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So, today whilst waiting for a train, I was approached by a young man who asked if I was Andy. When I responded yes, he then informed me that he recognised me from a time I went into the school he attended. He told me my input through assemblies and services and time in the school had helped him gain an idea of what he wanted to be and do; he said how he had felt inspired and encouraged to follow his dreams, and was now at second year university. I thanked him for coming and talking to me, but this was not the end of the encounters.
Later, another young man came up to me and commented how moved he was seeing the other guy come up and talk to me about the difference I had made in his life. This second guy asked what I did for a living, and so I told him. It turned out he worked for Time For God as a field worker. We then shared some stories on the train and prayed for each other.
We never really do know the difference we make in people’s lives when they see something of us, and it is always worth remembering that people are watching, observing how we live, how we deal with things, whether we live up to what we say. We can always make a difference in people’s lives.
This may seem like a strange title, but it is interesting how sometimes team building can be seen as a threat rather than the opportunity it really is.
So what is team building? In its essence, it’s about a number of people coming together under the vision that someone has shared to do something together. In terms of working with young people, it is coming together as a number of people under the vision cast by someone to see a difference made in young people’s lives. So why on earth could this be a threat?
Well, the opportunity is maybe more obvious, but it does involve a sacrifice, as the threat is also obvious. The key threat within team building, is that the result may not actually work out in the way that you want it to as a team member! For example, imagine someone shares a vision to engage with a group of young people on an estate, in an area, in a park or wherever, and draws other people from other Church groupings in their town to join the team. It is always possible that the young people engaged with may not engage with the particular Church that the vision-setter is part of. This then brings the threat, for could it be that our church comes before enabling young people to encounter Jesus?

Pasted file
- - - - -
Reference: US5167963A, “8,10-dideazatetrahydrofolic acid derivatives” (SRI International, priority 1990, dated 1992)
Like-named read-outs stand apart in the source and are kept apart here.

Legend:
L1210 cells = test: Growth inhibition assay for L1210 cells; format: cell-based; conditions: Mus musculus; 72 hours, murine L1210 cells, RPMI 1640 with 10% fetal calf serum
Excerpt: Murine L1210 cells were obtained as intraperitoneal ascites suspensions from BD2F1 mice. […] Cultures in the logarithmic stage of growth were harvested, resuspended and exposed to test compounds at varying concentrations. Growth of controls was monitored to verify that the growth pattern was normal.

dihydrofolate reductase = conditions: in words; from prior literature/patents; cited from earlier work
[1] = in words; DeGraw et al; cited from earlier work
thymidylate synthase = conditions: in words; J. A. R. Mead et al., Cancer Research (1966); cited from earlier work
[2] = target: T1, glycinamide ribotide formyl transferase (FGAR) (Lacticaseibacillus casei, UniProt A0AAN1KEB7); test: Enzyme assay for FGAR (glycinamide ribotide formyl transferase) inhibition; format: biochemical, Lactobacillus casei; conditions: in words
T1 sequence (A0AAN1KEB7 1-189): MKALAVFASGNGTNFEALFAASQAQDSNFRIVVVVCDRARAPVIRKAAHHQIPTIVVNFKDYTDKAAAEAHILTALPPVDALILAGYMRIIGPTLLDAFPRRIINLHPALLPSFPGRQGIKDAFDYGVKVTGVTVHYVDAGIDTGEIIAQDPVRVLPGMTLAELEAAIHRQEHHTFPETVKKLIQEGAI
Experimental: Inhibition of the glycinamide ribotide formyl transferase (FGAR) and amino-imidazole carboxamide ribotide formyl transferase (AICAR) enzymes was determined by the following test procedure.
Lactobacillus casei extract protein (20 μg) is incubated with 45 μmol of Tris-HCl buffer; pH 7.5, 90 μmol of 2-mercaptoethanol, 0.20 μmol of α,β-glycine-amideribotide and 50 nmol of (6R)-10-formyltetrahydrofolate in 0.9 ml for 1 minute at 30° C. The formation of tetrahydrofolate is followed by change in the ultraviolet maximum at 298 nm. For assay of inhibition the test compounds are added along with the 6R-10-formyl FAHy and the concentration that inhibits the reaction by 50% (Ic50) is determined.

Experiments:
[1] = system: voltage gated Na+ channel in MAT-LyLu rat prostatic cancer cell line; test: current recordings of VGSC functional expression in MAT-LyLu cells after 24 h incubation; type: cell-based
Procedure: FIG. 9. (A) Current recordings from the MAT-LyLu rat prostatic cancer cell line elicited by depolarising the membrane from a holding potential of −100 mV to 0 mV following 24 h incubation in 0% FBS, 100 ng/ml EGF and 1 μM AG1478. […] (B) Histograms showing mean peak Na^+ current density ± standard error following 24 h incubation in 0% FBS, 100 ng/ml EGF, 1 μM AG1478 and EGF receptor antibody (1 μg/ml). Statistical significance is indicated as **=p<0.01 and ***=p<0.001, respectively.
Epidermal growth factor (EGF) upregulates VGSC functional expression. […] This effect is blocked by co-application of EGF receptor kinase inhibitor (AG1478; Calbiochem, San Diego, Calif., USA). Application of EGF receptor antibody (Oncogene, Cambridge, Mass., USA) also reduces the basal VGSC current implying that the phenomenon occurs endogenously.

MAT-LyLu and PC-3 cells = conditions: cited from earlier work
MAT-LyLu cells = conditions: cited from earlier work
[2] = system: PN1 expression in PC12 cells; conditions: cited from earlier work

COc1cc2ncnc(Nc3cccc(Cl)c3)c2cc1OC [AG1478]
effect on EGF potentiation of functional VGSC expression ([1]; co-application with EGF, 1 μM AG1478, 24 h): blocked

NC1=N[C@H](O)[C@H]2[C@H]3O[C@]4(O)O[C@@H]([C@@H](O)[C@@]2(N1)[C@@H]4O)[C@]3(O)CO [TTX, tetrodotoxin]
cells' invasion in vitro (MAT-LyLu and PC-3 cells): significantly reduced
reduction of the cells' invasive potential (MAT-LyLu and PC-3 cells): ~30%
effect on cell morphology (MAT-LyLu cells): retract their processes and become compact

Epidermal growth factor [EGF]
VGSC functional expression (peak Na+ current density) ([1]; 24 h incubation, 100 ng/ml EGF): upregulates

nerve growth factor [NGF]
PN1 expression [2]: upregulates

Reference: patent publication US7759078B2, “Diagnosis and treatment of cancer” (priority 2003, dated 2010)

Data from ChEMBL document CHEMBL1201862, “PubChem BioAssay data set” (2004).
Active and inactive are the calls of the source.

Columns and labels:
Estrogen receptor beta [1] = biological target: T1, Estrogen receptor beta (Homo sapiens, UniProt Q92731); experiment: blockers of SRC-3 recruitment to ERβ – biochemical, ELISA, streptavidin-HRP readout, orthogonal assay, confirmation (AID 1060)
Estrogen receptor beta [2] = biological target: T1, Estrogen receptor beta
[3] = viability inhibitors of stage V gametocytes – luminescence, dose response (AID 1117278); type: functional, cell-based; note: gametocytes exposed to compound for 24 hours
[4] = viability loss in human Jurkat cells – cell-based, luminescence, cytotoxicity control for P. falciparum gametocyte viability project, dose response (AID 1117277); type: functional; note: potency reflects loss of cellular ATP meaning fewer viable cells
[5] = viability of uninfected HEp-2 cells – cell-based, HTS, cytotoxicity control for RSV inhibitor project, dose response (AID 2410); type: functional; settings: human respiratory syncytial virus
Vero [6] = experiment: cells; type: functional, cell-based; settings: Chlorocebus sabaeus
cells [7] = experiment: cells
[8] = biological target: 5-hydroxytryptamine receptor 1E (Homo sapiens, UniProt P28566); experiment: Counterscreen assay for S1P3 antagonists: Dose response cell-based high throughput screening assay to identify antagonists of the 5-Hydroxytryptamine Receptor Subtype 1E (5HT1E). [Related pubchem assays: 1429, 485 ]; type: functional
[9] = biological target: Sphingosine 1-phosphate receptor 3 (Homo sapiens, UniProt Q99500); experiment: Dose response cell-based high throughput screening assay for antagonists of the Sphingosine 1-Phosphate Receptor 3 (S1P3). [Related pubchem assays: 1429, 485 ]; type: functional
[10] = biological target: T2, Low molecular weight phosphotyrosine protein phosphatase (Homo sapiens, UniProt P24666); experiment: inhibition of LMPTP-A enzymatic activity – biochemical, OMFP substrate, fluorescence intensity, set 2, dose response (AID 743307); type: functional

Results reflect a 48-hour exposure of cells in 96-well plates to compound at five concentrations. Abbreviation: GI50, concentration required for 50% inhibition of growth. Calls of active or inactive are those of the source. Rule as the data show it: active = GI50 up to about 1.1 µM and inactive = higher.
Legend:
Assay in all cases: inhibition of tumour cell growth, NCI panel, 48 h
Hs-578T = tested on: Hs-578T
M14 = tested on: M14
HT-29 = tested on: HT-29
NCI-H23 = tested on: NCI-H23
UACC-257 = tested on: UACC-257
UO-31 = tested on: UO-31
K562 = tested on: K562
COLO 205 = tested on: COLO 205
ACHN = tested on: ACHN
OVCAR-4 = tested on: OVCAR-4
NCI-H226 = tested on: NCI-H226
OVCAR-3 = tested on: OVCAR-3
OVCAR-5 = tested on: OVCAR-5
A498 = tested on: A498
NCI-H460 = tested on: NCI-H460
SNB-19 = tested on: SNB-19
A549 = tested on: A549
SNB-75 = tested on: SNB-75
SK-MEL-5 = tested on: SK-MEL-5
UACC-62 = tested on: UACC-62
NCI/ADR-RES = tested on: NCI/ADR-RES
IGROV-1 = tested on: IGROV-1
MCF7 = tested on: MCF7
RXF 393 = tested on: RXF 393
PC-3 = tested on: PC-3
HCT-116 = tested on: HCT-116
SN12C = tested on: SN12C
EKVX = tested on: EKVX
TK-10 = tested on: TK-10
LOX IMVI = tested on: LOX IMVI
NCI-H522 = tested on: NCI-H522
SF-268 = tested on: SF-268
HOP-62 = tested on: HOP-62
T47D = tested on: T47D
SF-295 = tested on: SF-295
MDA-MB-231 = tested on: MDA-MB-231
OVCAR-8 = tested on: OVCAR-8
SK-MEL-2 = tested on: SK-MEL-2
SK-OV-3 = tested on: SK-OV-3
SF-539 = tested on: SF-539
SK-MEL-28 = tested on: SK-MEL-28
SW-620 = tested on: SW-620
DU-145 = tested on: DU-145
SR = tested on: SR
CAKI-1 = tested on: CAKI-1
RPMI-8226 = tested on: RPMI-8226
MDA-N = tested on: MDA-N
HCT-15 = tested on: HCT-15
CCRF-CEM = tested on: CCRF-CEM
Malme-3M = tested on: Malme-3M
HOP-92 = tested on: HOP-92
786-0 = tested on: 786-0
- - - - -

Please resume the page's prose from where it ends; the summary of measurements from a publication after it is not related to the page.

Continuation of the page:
This, of course, is the opportunity: as a team, you do something that is currently not been done. Young people are being engaged with that have not been engaged with up until that point. A difference is being made in a community, on an estate, in a park – transformation is taking place. All obvious opportunities! The question is, which is the more dominant thought in Church life?
We often pray for God’s kingdom to come, to make a difference in the lives of people around us. Surely this needs to be more of the focus, God’s kingdom breaking in, making the difference, as opposed to us seeing the threat of things not necessarily happening for our particular Church gathering.
If we are happy to keep praying “your kingdom come” then we will take the opportunities that God opens for us, but if perhaps we feel the threat too much, then “your kingdom come” is maybe too big a prayer when it comes to team-building across an area.
I wonder when we talk about empathy, or empathising with others, how many of us truly do that, or even understand how that fully works. These are just a few thoughts to stir some thinking, from my experiences:
Understanding: Do leaders really understand who they are leading and working with? Do we understand the complexities and differences that different people bring to an environment? Do we even understand how a person processes, thinks, functions and engages?
Belief: Do we know someone well enough that we can truly believe in them and for them in a leadership context? Do we get to know people well enough that belief and trust are a given, rather than something that is needed to be proven?
Atunement: Are we in tune with those around us, so we understand their different characteristics, capabilities, and needs?
Empathy removes the need for perception or assumption, as it enables a leader to fully understand someone.
How best to empathise with someone: spend time with them, talk to them, understand them, ask them questions, journey together. It isn’t about jumping to conclusions due to what has been observed from a distance in a short period of time.
So as leaders, let’s start removing elements of assumption, elements of perception, and let’s truly understand people, believe in people and be in tune with them also.